Nigeria to participate at 10th peering, interconnection forum
Nigeria has confirmed her attendance to this year’s Africa Peering and Interconnection Forum (AfPIF), an annual event that serves as a platform to develop the African Internet.
Confirming the country’s attendance to Nigeria CommunicationsWeek, Mohammed Rudman, managing director, Internet Exchange Point of Nigeria (IXPN) said that the forum is an opportunity for internet exchange point operators in Africa to work together for the development of the sector in Africa
The Internet Society and African IXP Association (AFIX) have announced that they will hold the 10th annual Africa Peering and Interconnection Forum (AfPIF) in Port Louis, Mauritius from 20-22 August, 2019 in collaboration with the local host, Rogers Capital.
AfPIF is an annual event that serves as a platform to develop the African Internet. It brings key infrastructure, service, and content providers together in order to improve network interconnection, lower the cost of connectivity, and increase the number of users in the region.
First held in 2010, the event was created to address the realization that most of Africa’s Internet traffic is sourced or exchanged outside the continent.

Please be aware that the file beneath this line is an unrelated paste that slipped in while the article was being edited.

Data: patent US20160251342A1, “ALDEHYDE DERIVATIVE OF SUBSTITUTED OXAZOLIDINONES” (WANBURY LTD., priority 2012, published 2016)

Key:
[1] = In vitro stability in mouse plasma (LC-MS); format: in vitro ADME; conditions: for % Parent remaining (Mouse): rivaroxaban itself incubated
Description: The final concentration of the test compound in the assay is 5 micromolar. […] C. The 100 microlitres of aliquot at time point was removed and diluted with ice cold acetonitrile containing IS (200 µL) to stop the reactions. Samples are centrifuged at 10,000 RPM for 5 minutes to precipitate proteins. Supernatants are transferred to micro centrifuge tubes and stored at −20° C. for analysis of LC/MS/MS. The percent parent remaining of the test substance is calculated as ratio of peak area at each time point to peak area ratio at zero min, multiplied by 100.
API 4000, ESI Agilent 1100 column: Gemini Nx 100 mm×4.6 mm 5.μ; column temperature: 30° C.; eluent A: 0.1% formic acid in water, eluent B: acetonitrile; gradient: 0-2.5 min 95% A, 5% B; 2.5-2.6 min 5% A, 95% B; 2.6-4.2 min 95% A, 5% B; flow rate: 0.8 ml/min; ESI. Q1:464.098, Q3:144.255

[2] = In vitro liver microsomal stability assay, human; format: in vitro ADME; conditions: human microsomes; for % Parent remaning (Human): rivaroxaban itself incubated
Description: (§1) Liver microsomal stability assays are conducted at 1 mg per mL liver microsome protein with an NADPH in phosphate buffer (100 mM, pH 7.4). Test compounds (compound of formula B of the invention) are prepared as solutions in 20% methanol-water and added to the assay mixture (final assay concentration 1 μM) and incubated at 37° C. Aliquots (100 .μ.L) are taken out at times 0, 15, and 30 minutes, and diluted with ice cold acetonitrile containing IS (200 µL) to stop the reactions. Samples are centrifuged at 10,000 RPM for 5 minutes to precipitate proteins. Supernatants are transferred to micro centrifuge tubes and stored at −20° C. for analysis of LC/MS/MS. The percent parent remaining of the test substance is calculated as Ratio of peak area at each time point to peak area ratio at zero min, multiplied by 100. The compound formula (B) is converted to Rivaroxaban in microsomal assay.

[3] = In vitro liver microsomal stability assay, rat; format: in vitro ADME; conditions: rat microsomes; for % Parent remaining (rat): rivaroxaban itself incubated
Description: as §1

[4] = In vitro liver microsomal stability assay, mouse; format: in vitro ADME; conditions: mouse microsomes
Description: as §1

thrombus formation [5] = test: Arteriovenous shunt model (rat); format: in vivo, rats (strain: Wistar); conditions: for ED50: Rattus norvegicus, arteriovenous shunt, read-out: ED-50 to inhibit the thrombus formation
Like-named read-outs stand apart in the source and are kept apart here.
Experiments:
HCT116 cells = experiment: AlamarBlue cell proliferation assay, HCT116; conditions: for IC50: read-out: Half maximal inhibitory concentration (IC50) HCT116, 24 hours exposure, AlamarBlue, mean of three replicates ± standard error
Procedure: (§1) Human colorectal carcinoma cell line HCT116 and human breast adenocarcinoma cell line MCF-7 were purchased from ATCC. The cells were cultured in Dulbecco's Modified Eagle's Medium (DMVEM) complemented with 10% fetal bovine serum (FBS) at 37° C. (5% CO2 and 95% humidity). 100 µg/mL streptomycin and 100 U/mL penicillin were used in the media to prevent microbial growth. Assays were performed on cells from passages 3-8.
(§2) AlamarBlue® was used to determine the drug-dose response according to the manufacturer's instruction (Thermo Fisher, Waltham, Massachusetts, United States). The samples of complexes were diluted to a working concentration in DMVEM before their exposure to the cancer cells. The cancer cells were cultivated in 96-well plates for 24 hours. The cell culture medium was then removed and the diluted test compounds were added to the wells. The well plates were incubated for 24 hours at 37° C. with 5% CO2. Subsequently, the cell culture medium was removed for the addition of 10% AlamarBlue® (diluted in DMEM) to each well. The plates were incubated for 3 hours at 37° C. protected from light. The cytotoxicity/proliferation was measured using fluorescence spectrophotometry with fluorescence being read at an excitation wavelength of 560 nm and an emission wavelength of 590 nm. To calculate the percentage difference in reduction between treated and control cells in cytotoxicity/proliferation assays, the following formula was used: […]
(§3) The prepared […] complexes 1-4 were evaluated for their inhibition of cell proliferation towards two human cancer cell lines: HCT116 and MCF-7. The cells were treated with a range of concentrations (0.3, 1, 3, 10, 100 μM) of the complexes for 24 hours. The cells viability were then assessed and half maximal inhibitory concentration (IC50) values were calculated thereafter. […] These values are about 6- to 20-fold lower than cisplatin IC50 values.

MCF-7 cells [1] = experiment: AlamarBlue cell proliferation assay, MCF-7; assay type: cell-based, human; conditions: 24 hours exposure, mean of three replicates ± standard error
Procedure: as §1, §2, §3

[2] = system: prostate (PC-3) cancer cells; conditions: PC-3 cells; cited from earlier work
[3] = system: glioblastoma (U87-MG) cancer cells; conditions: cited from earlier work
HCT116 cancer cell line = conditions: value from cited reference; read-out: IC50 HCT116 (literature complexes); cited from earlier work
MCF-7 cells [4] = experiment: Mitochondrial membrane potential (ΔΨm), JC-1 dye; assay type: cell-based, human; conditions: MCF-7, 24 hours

Over 400 participants attended last year’s AfPIF in Cape Town, South Africa including providers of international, regional, and sub-regional transport, transit, and content as well as more than 20 Internet Exchange Point (IXP) operators. This year’s attendance is expected to exceed that.“Removing barriers to content availability and distribution will have significant impacts on the Internet in Africa.
It will help to make existing international content more accessible,” explained Michuki Mwangi, Senior Development Manager for Africa at the Internet Society. “AfPIF is the only event in Africa focused on building the Internet by building relationships. It plays a key role in bringing together different parties to increase local traffic exchange across the continent,” he added.
Kyle Spencer, Co-Coordinator of the African IXP Association said “our target is to localize 80% of Africa’s Internet traffic by 2020, and I believe we’re well on our way.
Packet Clearing House reports that Africa currently sees the highest growth of domestic bandwidth production in the world, registering a 92% increase from 410 Gbps to 786 Gbps within the last 12 months — and our internal industry benchmarking data corroborates this. It’s an exciting time for Africa, and we look forward to building on this momentum in Mauritius.”
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